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‘Annette’ Review: A whirlwind musical about art, artists and tragedy from Leos Carax

The French filmmaker's unpredictable style meshes with the idiosyncratic musical flair of Sparks to create something chaotic, self-referential and moving.

A prison cell, a backroom comedy show, a cramped luxury jetliner and a boat deck about to be swallowed by a mighty storm are among the places that become stages in Leos Carax’s mystical and mocking musical “Annette,” a cinematic jubilee in which confetti canons have been emptied out and filled with the prickly goatheads of stardom’s self-disillusionment. Pick any elegantly moody frame, line of dialogue or sing-song note and in it “Annette” shows itself to be a movie of proper posture – a movie that’s “accessible,” that is – while at the very same time referring to its own operatic melodrama with a scowl, as if the French filmmaker looked at characters singing their way through life’s trials with amazement that they could muster a melody at all. You might find yourself tugging at the same contradiction; that’s just the name of this game.  

The film has landed on Amazon Prime a few weeks after its opening night premiere at Cannes and nine years after Carax’s melancholy ode to the evolution of art, “Holy Motors,” a span of time which may inform “Annette” insomuch as the intentions of art (of moviemaking, yes, but not only moviemaking) have evolved with increasingly swift-moving gears in the last decade. And yet, for how much those nine years may partially explain why “Annette” feels like such a counterbalance to “Holy Motors” with its fluid structure and vivid grandiosity (“Holy Motors” is neatly segmented and beguilingly reclusive by comparison), Carax’s newest also reveals itself as the concluding segment of a diptych about showmanship and finding ourselves lost in a world of our own making.

It’s part of the filmmaker’s inexplicable charm and his mischievousness that the “our” refers as much to his characters as to his audience. “Annette’s” story and music were imagined by Sparks duo Ron and Russell Mael amid their breakout year at the cinema, and while any review may recount the narrative basics of a celebrity couple’s fall into love and subsequent plummet into loss through mournful musical monologues and dejected ditties, the movie that’s likely to form in your mind when reading those words is likely not at all the “Annette” you’ll watch.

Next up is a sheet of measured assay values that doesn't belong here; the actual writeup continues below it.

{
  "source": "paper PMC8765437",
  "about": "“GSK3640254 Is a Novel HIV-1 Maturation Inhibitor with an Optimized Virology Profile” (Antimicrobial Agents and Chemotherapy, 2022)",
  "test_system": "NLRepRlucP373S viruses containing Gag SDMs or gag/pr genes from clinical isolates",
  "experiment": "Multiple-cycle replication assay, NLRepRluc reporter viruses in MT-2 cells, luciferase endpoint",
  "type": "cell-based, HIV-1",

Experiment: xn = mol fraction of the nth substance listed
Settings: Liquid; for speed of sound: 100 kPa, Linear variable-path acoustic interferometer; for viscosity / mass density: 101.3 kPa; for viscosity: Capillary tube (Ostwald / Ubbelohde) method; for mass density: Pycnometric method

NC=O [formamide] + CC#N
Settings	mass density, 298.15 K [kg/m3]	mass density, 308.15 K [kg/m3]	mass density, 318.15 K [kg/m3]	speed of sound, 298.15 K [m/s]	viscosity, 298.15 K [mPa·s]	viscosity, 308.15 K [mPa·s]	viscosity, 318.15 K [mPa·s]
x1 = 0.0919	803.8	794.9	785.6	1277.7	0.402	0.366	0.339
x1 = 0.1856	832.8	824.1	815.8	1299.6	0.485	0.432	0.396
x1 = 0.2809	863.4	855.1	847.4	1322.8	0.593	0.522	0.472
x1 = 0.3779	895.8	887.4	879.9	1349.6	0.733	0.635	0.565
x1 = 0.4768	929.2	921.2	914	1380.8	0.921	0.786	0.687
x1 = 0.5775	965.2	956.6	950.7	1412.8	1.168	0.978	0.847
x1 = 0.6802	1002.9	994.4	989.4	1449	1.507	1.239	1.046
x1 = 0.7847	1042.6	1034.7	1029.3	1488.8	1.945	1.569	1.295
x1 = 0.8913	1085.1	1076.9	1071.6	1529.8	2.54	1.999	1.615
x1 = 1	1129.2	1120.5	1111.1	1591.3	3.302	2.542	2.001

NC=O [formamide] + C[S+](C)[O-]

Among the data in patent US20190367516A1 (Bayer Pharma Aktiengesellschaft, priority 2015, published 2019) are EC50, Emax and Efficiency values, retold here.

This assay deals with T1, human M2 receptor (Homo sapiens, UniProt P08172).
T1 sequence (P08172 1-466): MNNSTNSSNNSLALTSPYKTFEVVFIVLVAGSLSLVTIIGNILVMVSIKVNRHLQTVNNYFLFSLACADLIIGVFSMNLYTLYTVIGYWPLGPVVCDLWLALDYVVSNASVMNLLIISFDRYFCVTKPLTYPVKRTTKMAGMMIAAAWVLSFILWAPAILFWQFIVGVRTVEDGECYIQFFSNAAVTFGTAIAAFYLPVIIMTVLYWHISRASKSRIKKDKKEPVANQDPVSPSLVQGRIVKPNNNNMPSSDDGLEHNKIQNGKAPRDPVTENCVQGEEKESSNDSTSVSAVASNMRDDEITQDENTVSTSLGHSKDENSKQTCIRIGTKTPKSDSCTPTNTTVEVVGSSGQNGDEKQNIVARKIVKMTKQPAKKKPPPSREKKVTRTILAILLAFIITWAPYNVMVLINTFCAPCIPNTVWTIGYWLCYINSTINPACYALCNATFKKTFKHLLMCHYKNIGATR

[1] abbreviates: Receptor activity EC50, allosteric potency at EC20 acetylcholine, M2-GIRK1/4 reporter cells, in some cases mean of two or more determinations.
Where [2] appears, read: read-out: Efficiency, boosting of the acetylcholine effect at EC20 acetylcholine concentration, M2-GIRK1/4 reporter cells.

Such is the boldness with which Carax directs the Maels’ cautious fable; the mania with which Adam Driver breathes carnivorous life into his callous comedian character, Henry McHenry; the high-pitched whimsy which can sometimes awkwardly suppress the rock opera’s brutish developments; and the recognition which may dawn on you from the most beguiling depiction of the movie’s titular talented toddler that the very things meant to enchant us over the course of this movie’s 140 minutes are also meant to be interrogated. “Annette” doesn’t shift tones so much as tenors, constantly morphing between biting cockiness and alluring romance to reflect Henry McHenry’s state of mind and the story’s plummet into disassociation.

But our own proclivities about storytelling and imagery vivid enough to puncture the screen are also reflected back at us, at where we stand relative to the positions of art and artists and people trapped so deep in the spotlight of celebrity they have no choice but to fluff the pillows and make the place comfortable. The Mael brothers’ lyrics, with their trademark repetitiveness, emphasize how our characters tend to mistake agency for destiny, and Caroline Champetier’s arresting cinematography creates scenes from equal doses of majesty and ridiculousness. The movie may yield limits to our investment in its director’s style, but rarely limits of our appreciation. Truth can be wrung from the constriction of performance, and Carax shows as much in “Annette.” What he also shows is that so, too, can falsity.

"Annette" is rated R for sexual content including some nudity, and for language. It's now screening in some theaters and streaming on Amazon Prime. 

Starring: Adam Driver, Marion Cotillard, Simon Helberg, Devyn McDowell

Directed by Leos Carax


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